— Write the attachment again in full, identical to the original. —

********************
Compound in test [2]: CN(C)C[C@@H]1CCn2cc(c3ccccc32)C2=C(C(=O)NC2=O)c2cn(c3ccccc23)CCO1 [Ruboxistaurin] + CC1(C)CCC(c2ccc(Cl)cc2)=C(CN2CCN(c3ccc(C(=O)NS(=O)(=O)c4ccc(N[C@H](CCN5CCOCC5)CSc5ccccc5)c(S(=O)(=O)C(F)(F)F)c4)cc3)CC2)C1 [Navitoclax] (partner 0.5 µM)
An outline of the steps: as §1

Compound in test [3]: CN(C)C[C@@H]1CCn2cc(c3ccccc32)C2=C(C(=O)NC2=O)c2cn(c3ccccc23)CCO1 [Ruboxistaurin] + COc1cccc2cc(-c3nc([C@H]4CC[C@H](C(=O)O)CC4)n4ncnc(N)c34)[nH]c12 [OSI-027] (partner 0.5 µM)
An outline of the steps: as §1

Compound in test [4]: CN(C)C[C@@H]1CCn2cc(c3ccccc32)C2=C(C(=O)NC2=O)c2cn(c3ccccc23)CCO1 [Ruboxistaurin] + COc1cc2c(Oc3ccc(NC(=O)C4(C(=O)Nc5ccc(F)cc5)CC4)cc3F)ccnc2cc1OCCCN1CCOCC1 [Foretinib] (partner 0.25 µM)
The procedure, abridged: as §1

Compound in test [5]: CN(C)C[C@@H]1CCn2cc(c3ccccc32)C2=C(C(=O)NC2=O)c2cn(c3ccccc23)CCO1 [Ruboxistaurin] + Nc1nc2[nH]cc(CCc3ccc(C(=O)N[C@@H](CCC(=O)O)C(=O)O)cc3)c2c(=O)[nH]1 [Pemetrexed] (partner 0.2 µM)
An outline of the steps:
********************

Compound in test [2]: CN(C)C[C@@H]1CCn2cc(c3ccccc32)C2=C(C(=O)NC2=O)c2cn(c3ccccc23)CCO1 [Ruboxistaurin] + CC1(C)CCC(c2ccc(Cl)cc2)=C(CN2CCN(c3ccc(C(=O)NS(=O)(=O)c4ccc(N[C@H](CCN5CCOCC5)CSc5ccccc5)c(S(=O)(=O)C(F)(F)F)c4)cc3)CC2)C1 [Navitoclax] (partner 0.5 µM)
An outline of the steps: as §1

Compound in test [3]: CN(C)C[C@@H]1CCn2cc(c3ccccc32)C2=C(C(=O)NC2=O)c2cn(c3ccccc23)CCO1 [Ruboxistaurin] + COc1cccc2cc(-c3nc([C@H]4CC[C@H](C(=O)O)CC4)n4ncnc(N)c34)[nH]c12 [OSI-027] (partner 0.5 µM)
An outline of the steps: as §1

Compound in test [4]: CN(C)C[C@@H]1CCn2cc(c3ccccc32)C2=C(C(=O)NC2=O)c2cn(c3ccccc23)CCO1 [Ruboxistaurin] + COc1cc2c(Oc3ccc(NC(=O)C4(C(=O)Nc5ccc(F)cc5)CC4)cc3F)ccnc2cc1OCCCN1CCOCC1 [Foretinib] (partner 0.25 µM)
The procedure, abridged: as §1

Compound in test [5]: CN(C)C[C@@H]1CCn2cc(c3ccccc32)C2=C(C(=O)NC2=O)c2cn(c3ccccc23)CCO1 [Ruboxistaurin] + Nc1nc2[nH]cc(CCc3ccc(C(=O)N[C@@H](CCC(=O)O)C(=O)O)cc3)c2c(=O)[nH]1 [Pemetrexed] (partner 0.2 µM)
An outline of the steps: